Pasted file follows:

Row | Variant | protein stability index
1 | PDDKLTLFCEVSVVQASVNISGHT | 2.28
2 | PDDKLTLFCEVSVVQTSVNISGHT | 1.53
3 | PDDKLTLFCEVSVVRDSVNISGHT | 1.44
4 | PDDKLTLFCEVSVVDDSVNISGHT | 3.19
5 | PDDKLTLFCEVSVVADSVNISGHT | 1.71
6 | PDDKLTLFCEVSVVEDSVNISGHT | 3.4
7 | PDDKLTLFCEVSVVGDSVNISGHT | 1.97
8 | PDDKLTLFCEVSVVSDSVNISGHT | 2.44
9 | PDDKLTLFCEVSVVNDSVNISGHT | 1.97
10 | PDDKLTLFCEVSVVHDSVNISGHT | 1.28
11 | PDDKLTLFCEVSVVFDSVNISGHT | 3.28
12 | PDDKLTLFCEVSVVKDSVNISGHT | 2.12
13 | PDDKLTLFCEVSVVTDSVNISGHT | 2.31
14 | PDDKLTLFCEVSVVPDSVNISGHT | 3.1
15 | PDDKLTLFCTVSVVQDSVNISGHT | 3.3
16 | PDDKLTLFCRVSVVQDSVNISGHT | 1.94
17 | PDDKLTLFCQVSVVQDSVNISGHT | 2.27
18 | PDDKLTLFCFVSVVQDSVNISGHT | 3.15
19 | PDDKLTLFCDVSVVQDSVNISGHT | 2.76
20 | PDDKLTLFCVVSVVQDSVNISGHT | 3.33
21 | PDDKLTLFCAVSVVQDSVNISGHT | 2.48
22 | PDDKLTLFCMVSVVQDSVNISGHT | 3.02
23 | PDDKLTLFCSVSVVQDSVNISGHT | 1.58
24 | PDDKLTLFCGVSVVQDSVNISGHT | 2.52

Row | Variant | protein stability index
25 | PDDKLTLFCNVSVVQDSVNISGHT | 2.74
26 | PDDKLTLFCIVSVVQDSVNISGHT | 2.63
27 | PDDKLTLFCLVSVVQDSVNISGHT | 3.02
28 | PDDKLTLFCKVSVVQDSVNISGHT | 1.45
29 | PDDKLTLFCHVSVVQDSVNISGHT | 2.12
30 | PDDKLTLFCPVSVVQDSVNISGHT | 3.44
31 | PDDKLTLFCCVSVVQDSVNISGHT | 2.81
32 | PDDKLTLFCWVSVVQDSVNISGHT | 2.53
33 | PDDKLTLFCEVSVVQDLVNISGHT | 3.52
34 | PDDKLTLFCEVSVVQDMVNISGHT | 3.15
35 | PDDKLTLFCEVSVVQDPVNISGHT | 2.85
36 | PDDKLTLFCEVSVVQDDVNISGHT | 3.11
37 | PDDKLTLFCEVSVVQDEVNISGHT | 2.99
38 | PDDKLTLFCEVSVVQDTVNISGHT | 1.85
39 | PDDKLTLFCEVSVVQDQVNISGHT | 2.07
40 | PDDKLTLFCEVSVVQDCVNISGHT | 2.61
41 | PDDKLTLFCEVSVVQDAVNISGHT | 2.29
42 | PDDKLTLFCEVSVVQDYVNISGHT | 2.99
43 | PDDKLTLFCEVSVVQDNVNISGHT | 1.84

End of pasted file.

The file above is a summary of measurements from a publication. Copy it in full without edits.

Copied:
Row | Variant | protein stability index
1 | PDDKLTLFCEVSVVQASVNISGHT | 2.28
2 | PDDKLTLFCEVSVVQTSVNISGHT | 1.53
3 | PDDKLTLFCEVSVVRDSVNISGHT | 1.44
4 | PDDKLTLFCEVSVVDDSVNISGHT | 3.19
5 | PDDKLTLFCEVSVVADSVNISGHT | 1.71
6 | PDDKLTLFCEVSVVEDSVNISGHT | 3.4
7 | PDDKLTLFCEVSVVGDSVNISGHT | 1.97
8 | PDDKLTLFCEVSVVSDSVNISGHT | 2.44
9 | PDDKLTLFCEVSVVNDSVNISGHT | 1.97
10 | PDDKLTLFCEVSVVHDSVNISGHT | 1.28
11 | PDDKLTLFCEVSVVFDSVNISGHT | 3.28
12 | PDDKLTLFCEVSVVKDSVNISGHT | 2.12
13 | PDDKLTLFCEVSVVTDSVNISGHT | 2.31
14 | PDDKLTLFCEVSVVPDSVNISGHT | 3.1
15 | PDDKLTLFCTVSVVQDSVNISGHT | 3.3
16 | PDDKLTLFCRVSVVQDSVNISGHT | 1.94
17 | PDDKLTLFCQVSVVQDSVNISGHT | 2.27
18 | PDDKLTLFCFVSVVQDSVNISGHT | 3.15
19 | PDDKLTLFCDVSVVQDSVNISGHT | 2.76
20 | PDDKLTLFCVVSVVQDSVNISGHT | 3.33
21 | PDDKLTLFCAVSVVQDSVNISGHT | 2.48
22 | PDDKLTLFCMVSVVQDSVNISGHT | 3.02
23 | PDDKLTLFCSVSVVQDSVNISGHT | 1.58
24 | PDDKLTLFCGVSVVQDSVNISGHT | 2.52

Row | Variant | protein stability index
25 | PDDKLTLFCNVSVVQDSVNISGHT | 2.74
26 | PDDKLTLFCIVSVVQDSVNISGHT | 2.63
27 | PDDKLTLFCLVSVVQDSVNISGHT | 3.02
28 | PDDKLTLFCKVSVVQDSVNISGHT | 1.45
29 | PDDKLTLFCHVSVVQDSVNISGHT | 2.12
30 | PDDKLTLFCPVSVVQDSVNISGHT | 3.44
31 | PDDKLTLFCCVSVVQDSVNISGHT | 2.81
32 | PDDKLTLFCWVSVVQDSVNISGHT | 2.53
33 | PDDKLTLFCEVSVVQDLVNISGHT | 3.52
34 | PDDKLTLFCEVSVVQDMVNISGHT | 3.15
35 | PDDKLTLFCEVSVVQDPVNISGHT | 2.85
36 | PDDKLTLFCEVSVVQDDVNISGHT | 3.11
37 | PDDKLTLFCEVSVVQDEVNISGHT | 2.99
38 | PDDKLTLFCEVSVVQDTVNISGHT | 1.85
39 | PDDKLTLFCEVSVVQDQVNISGHT | 2.07
40 | PDDKLTLFCEVSVVQDCVNISGHT | 2.61
41 | PDDKLTLFCEVSVVQDAVNISGHT | 2.29
42 | PDDKLTLFCEVSVVQDYVNISGHT | 2.99
43 | PDDKLTLFCEVSVVQDNVNISGHT | 1.84